What Does It Mean to "Solve" the Problem of Discrimination Inhiring?: Social, Technical and Legal Perspectives from the UK on Automated Hiring Systems

Discriminatory practices in recruitment and hiring are an ongoing issue that is a concern not just for workplace relations, but also for wider understandings of economic justice and inequality. The ability to get and keep a job is a key aspect of participating in society and sustaining livelihoods. Yet the way decisions are made on who is eligible for jobs, and why, are rapidly changing with the advent and growth in uptake of automated hiring systems (AHSs) powered by data-driven tools. Evidence of the extent of this uptake around the globe is scarce, but a recent report estimated that 98% of Fortune 500 companies use Applicant Tracking Systems of some kind in their hiring process, a trend driven by perceived efficiency measures and cost-savings. Key concerns about such AHSs include the lack of transparency and potential limitation of access to jobs for specific profiles. In relation to the latter, however, several of these AHSs claim to detect and mitigate discriminatory practices against protected groups and promote diversity and inclusion at work. Yet whilst these tools have a growing user-base around the world, such claims of ‘bias mitigation’ are rarely scrutinised and evaluated, and when done so, have almost exclusively been from a US socio-legal perspective. In this paper, we introduce a perspective outside the US by critically examining how three prominent automated hiring systems (AHSs) in regular use in the UK, HireVue, Pymetrics and Applied, understand and attempt to mitigate bias and discrimination. These systems have been chosen as they explicitly claim to address issues of discrimination in hiring and, unlike many of their competitors, provide some information about how their systems work that can inform an analysis. Using publicly available documents, we describe how their tools are designed, validated and audited for bias, highlighting assumptions and limitations, before situating these in the socio-legal context of the UK. The UK has a very different legal background to the US in terms not only of hiring and equality law, but also in terms of data protection (DP) law. We argue that this might be important for addressing concerns about transparency and could mean a challenge to building bias mitigation into AHSs definitively capable of meeting EU legal standards. This is significant as these AHSs, especially those developed in the US, may obscure rather than improve systemic discrimination in the workplace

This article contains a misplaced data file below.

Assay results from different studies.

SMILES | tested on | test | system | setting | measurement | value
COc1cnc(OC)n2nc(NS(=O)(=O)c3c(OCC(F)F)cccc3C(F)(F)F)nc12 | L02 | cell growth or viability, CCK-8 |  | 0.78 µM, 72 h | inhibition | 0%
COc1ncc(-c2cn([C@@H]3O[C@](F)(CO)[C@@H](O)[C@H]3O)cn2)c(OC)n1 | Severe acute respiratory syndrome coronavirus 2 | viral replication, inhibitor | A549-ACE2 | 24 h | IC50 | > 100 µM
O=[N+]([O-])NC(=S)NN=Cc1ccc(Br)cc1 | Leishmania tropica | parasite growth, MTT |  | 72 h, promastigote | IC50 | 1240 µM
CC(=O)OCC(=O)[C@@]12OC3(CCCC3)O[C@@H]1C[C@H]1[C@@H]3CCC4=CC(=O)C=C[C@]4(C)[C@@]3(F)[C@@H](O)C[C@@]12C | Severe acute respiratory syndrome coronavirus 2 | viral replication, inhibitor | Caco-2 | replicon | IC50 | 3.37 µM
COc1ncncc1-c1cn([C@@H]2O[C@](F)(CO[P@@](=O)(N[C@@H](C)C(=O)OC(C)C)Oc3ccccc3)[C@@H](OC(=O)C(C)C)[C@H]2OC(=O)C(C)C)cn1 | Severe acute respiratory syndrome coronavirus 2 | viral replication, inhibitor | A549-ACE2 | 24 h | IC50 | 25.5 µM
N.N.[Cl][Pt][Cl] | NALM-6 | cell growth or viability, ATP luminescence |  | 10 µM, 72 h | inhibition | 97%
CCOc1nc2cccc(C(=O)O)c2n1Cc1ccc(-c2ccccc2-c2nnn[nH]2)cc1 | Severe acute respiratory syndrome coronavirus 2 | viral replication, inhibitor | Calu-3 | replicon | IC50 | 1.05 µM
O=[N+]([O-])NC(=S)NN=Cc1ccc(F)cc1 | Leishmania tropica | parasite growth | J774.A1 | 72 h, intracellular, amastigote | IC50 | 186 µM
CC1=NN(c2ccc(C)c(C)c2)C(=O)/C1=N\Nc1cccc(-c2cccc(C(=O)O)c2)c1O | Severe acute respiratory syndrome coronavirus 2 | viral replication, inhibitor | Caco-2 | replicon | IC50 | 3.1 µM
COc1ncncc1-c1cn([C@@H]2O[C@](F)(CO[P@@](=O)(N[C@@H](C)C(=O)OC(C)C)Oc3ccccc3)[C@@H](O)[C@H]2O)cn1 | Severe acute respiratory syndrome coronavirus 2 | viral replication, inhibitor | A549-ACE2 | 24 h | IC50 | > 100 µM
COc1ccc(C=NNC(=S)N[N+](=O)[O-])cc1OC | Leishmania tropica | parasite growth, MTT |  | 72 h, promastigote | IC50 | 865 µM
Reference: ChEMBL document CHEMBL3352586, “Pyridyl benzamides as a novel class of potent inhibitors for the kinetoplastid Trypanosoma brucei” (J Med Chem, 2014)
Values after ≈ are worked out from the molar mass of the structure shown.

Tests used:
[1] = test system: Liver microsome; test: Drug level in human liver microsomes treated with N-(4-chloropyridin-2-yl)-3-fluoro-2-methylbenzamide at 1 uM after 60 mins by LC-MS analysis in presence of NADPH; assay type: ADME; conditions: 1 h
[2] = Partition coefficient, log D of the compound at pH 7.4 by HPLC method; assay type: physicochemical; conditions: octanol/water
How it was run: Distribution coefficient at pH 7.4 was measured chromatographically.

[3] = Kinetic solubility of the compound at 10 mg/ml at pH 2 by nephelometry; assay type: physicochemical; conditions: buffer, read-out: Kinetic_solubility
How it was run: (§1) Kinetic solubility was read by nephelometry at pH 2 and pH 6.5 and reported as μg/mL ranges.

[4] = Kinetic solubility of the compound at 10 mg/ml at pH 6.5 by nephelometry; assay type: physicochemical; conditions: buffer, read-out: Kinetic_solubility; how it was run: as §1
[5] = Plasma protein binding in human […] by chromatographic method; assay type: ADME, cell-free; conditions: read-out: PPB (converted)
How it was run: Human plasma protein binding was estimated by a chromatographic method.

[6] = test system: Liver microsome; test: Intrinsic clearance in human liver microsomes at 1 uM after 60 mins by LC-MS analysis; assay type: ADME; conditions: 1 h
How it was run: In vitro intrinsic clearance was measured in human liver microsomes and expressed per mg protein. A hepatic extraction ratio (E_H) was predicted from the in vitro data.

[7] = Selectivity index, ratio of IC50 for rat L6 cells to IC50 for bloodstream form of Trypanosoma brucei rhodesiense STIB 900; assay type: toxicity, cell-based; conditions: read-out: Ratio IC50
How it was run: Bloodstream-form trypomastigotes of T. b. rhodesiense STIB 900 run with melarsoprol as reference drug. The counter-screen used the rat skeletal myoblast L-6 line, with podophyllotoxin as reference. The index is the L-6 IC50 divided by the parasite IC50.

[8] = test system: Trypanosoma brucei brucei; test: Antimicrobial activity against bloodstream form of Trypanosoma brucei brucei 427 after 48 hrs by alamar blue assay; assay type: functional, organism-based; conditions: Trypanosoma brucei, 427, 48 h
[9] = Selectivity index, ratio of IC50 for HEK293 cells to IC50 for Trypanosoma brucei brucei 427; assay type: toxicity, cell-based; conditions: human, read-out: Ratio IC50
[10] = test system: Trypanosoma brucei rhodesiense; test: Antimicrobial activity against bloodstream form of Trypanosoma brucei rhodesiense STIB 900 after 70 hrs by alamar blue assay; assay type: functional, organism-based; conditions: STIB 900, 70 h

Focus: Employment
Source: FAT 2020
Readability: Expert
Type: PDF Article
Open Source: No
Keywords: Socio-technical systems, automated hiring, algorithmic decisionmaking, fairness, discrimination, GDPR, social justice
Learn Tags: Data Tools Design/Methods Ethics Fairness AI and Machine Learning
Summary: The paper outlines how data-driven technologies are transforming hiring practices and focuses on three automated hiring systems (AHSs) widely in use in the UK claim to deal with bias.